Which individuals would you point at as executing this policy at the time?
We have to talk about the policy during the whole nine and a half years of the post-coup regime and not just support for the coup. But certainly, at the time of the coup, it was Hillary Clinton as Secretary of State, and Barack Obama, who was president and oversaw her, that allowed this to happen.
It’s clear from WikiLeaks and her emails that this was Clinton’s policy. She wanted the coup to stabilize. Her actions make it clear she wanted Zelaya out. She greeted the post-coup’s vicious regime with open arms, celebrating what the State Department called the “government of national reconciliation and unity” of Porfirio Lobo in the months after the internationally condemned 2009 election. She also baldly lied about the coup. In a 2016 interview with the New York Daily News ,23 she claimed that the United States had never called it a coup. Of course, it did—the issue at the time was that the United States refused to call it a military coup, which would have made it legally obliged to cut all forms of aid. Even more chilling, she insisted in the interview that the coup had been legal, and was not unconstitutional—that is, not a coup at all. This is terrifying! Clinton wasn’t just rewriting history. She was rewriting it to take a position that was to the right of her own documented position at the time, which was to recognize and call it a coup.
In her autobiography, Clinton wrote that, after the coup, she strategized with the Mexican government and others “on a plan to restore order in Honduras and ensure that free and fair elections could be held quickly and legitimately, which would render the question of Zelaya moot.” Let’s be clear about what she’s saying here: she didn’t want to restore the legal president, she wanted to have an election that would appear to be legit, so that Zelaya could be ejected for good. That passage was so volatile that she had it cut out of the paperback version of the book. That’s creepy, too.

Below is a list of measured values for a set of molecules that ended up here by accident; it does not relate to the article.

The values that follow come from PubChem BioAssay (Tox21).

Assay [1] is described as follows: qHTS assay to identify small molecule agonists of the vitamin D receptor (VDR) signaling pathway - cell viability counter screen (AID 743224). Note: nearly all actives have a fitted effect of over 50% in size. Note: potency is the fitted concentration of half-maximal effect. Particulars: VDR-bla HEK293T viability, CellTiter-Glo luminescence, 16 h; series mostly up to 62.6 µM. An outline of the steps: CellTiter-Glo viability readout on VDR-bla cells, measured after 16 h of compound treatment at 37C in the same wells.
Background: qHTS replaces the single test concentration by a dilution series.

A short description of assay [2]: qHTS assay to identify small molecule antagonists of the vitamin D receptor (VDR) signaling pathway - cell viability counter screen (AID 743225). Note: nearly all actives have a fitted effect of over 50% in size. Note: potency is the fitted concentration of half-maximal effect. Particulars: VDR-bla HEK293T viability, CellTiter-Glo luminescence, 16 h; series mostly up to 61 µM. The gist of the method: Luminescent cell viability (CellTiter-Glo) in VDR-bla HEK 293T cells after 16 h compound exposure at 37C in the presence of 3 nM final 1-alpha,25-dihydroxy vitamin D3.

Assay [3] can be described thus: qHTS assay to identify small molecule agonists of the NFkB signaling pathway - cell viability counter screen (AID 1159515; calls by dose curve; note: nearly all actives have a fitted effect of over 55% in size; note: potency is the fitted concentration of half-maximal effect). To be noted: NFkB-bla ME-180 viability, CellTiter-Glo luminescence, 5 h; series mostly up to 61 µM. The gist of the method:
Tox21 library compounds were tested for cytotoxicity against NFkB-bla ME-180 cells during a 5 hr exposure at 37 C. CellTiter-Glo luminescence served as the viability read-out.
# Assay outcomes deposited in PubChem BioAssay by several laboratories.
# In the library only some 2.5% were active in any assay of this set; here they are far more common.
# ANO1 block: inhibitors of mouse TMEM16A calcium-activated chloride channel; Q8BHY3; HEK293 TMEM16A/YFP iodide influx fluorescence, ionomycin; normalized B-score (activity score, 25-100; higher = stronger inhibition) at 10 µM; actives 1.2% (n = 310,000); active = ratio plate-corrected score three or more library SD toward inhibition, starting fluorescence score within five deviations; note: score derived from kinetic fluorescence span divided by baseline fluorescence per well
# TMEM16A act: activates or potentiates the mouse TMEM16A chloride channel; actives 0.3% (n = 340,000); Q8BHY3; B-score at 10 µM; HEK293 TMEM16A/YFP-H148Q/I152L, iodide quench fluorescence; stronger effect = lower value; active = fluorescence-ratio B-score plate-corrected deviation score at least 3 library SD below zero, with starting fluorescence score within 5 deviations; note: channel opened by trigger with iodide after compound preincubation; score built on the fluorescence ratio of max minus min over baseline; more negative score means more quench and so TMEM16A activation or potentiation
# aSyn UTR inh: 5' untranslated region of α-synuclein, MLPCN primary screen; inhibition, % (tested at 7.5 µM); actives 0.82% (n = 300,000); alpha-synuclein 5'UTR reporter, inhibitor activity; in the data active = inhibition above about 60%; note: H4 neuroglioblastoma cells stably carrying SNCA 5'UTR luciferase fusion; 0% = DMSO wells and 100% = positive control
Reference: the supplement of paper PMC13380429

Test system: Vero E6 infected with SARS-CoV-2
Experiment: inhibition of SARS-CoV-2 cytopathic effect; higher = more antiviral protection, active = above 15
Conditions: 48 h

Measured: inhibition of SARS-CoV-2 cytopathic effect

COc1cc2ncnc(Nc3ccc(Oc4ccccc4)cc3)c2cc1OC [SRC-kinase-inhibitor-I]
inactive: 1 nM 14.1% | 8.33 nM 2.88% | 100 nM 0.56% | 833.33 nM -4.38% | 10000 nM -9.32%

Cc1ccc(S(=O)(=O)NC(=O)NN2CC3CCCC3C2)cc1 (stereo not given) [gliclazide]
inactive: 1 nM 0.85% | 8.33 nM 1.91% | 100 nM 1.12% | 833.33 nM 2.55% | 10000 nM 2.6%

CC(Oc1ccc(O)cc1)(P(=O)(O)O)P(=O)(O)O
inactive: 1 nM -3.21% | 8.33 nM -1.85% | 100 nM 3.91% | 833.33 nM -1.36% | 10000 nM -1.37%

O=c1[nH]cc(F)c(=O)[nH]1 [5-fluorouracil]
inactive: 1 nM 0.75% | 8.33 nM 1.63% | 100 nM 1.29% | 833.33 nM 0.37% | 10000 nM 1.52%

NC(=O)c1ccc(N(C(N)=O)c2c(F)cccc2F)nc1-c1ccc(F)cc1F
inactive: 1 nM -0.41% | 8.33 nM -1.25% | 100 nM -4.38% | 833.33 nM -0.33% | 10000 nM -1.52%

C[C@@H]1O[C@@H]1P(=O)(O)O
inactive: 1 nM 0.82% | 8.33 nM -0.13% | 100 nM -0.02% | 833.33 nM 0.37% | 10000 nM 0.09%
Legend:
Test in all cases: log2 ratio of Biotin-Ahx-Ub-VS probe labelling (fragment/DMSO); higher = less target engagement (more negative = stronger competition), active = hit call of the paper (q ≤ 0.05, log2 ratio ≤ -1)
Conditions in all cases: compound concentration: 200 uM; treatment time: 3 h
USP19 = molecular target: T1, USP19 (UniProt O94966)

Who else would you point to as key figures?
The person who was really the mastermind or architect of US policy toward Honduras was someone a lot of people probably haven’t heard of named Thomas Shannon, who was the top-ranking person running Latin America policy for the State Department in the years following the coup, up until he left in February 2018. You can see it in Clinton’s emails and in WikiLeaks. For example, there’s an email the day of the bogus elections in November 2009 where he’s writing to Clinton, giving advice on what she should say about the elections. He wrote, “We should congratulate the Honduran people, we should connect today’s vote to the deep democratic vocation of the Honduran people.” He calls on the other nations of Latin America to recognize this “accomplishment.” And that’s almost exactly what she said that night. You can see Shannon choosing to create this narrative, and you can see him pop up at key moments over the years, such as during the so-called “crisis” of fifty-seven thousand unaccompanied, undocumented minors who arrived in Honduras at the US border in 2014, that was seized upon by right-wing media outlets.